Molecular and Cellular Biochemistry

, Volume 170, Issue 1–2, pp 43–51 | Cite as

Effects of advanced glycation end-products on the proliferation and differentiation of osteoblast-like cells

  • Antonio D. McCarthy
  • Susana B. Etcheverry
  • Liliana Bruzzone
  • Ana M. Cortizo
Article

Abstract

Two different lines of osteoblast-like cells were used to investigate the effect of advanced glycation end-products of bovine serum albumin on cell proliferation and differentiation. These parameters were found to be both dose- and time-dependent. Cell proliferation remained unchanged after a 24 h incubation period, it increased after intermediate periods of incubation with advanced glycation end-products, but was found to be depressed after several days incubation. Cellular alkaline phosphatase activity followed a similar pattern: an initial increase induced by advanced glycation end-products was generally followed, after relatively long incubation periods, by a slight but significant decrease in this parameter. 45Ca2+ uptake was only significantly inhibited by advanced glycation end-products after 24 h incubation. These results suggest that advanced glycation end-products directly regulate osteoblast proliferation and differentiation in a dose and time dependent manner.

advanced glycation endproducts diabetes mellitus osteoblastic cells cell proliferation cell differentiation bone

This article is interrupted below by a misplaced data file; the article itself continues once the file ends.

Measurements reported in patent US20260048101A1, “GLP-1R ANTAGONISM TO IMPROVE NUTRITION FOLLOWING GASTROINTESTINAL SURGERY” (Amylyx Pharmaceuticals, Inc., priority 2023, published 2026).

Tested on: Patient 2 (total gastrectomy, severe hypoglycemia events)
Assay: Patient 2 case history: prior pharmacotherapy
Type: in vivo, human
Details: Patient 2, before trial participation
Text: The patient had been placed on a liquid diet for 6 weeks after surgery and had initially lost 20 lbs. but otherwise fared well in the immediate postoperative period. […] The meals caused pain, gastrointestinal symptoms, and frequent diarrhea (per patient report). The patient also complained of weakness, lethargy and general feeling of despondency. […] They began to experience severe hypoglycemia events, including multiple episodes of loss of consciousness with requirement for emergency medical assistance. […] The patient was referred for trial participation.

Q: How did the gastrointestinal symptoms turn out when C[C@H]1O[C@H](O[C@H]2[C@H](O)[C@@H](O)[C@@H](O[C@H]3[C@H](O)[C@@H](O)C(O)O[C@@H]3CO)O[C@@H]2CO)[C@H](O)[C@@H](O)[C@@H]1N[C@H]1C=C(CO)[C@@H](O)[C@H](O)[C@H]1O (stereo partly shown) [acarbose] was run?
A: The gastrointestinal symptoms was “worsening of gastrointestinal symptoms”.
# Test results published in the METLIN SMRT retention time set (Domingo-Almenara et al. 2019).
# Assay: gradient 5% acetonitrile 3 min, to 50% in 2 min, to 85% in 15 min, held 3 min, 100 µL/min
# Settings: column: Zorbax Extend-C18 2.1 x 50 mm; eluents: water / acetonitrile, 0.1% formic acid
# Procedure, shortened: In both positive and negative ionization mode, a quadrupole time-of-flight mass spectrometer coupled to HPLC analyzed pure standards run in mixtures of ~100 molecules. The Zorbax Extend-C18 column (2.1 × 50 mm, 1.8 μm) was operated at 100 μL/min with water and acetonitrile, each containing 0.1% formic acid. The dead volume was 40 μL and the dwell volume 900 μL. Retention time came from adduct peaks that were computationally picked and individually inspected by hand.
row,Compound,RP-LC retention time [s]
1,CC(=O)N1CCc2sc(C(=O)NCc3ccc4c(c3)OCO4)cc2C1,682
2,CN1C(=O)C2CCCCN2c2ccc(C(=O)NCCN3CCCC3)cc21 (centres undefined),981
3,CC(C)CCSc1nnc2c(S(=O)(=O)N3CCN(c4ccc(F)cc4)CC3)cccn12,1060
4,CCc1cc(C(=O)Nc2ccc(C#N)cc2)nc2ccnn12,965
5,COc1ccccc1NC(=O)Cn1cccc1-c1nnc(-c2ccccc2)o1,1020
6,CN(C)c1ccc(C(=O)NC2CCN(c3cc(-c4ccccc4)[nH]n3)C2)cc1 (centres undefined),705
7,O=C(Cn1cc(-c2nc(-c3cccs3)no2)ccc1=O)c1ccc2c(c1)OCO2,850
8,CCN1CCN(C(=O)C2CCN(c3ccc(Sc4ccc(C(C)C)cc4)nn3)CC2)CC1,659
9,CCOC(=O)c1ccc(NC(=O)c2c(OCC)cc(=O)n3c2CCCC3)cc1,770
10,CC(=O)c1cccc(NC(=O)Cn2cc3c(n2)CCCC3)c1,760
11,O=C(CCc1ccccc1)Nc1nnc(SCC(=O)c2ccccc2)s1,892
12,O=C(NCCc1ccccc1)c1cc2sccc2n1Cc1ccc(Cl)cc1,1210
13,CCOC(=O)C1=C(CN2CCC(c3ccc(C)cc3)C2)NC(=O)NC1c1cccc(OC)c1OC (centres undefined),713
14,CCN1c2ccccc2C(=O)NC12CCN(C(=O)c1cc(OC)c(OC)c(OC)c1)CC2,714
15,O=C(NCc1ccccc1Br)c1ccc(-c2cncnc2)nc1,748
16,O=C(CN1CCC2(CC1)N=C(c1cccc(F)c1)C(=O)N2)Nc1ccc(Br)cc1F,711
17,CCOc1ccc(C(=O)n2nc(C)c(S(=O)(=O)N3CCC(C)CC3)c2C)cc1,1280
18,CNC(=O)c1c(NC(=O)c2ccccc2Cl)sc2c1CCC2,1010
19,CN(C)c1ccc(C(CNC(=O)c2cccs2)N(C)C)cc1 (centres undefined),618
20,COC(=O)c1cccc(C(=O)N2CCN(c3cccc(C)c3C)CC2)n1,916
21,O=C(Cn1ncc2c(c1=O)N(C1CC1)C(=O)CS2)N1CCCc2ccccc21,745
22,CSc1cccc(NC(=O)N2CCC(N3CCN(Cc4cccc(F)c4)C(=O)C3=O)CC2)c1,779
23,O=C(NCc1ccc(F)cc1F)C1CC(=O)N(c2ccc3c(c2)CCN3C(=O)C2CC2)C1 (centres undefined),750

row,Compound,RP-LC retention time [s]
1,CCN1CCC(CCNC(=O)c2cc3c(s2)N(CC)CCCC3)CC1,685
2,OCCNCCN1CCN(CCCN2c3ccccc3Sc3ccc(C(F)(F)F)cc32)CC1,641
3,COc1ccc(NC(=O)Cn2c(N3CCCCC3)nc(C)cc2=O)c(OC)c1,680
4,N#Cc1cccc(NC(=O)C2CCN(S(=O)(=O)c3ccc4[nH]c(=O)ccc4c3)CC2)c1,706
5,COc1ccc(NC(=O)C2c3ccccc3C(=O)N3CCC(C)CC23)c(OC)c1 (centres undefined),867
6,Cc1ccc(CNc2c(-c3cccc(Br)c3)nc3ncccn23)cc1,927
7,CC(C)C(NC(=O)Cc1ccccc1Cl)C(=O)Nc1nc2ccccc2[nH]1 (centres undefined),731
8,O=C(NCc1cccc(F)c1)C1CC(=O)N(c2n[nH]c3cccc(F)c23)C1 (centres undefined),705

Preview

Unable to display preview. Download preview PDF.

Unable to display preview. Download preview PDF.

References

  1. 1.
    Levin ME, Boisseau VC, Avioli LV: Effects of diabetes mellitus on bone mass in juvenile and adult-onset diabetes. N Engl J Med 294: 741–245, 1976Google Scholar
  2. 2.
    Rosenbloom AL, Lezotte DC, Weber FT, Gudat J, Heller DR, Weber ML, Klein S, Kennedy BB: Diminution of bone mass in childhood diabetes. Diabetes 26: 1052–1055, 1977Google Scholar
  3. 3.
    Santiago JV, McAlister WH, Ratzan SK, Bussman Y, Haymond MW, Schackelford G, Weldon, W: Decreased cortical thickness and osteopenia in children with diabetes mellitus. J Clin Endocrinol Metab 45: 845–848, 1977Google Scholar
  4. 4.
    Shore RM, Chesney RW, Mazess RB, Rose PG, Bargman GJ: Osteopenia in juvenile diabetes. Calcif Tissue Int 33: 455–457, 1981Google Scholar
  5. 5.
    Hui SL, Epstein S, Johnston CC Jr: A prospective study of bone mass in patients with type I diabetes. J Clin Endocrinol Metab 60: 74–80, 1985Google Scholar
  6. 6.
    McNair P, Madsbad S, Christensen MS, Christiansen C, Faber OK, Binder C, Transbol I: Bone mineral loss in insulin-treated diabetes mellitus: studies on pathogenesis. Acta Endocrinol (Copenh) 90: 463–472, 1979Google Scholar
  7. 7.
    Mathiassen B, Nielsen S, Ditzel J, Rodbro P: Long-term bone loss in insulin-dependent diabetes mellitus. J Intern Med 227: 325–327, 1990Google Scholar
  8. 8.
    Krakauer JC, McKenna MJ, Buderer NF, Rao DS, Whitehouse FW, Parfitt AM: Bone loss and bone turnover in diabetes. Diabetes 44: 775–782, 1995Google Scholar
  9. 9.
    Wiske PS, Wentworth SM, Norton JA, Epstein S, Johnston CC: Evaluation of bone mass and growth in young diabetics. Metabolism 31: 848–854, 1982Google Scholar
  10. 10.
    Kayath MJ, Dib SA, Vieiaa JG: Prevalence and magnitude of osteopenia associated with insulin-dependent diabetes mellitus. J Diabetes Complic 8: 97–104, 1994Google Scholar
  11. 11.
    Renzende AA, Petenusci SO, Urbinati EC, Leone FA: Kinetic properties of osseous plate alkaline phosphatase from diabetic rats. Com Biochem Physiol A 104: 469–474, 1993Google Scholar
  12. 12.
    Fargcs S, Halmos T, Salumon F: Bone changes in diabetes mellitus. Isr J Med Sci: 782–783, 1972Google Scholar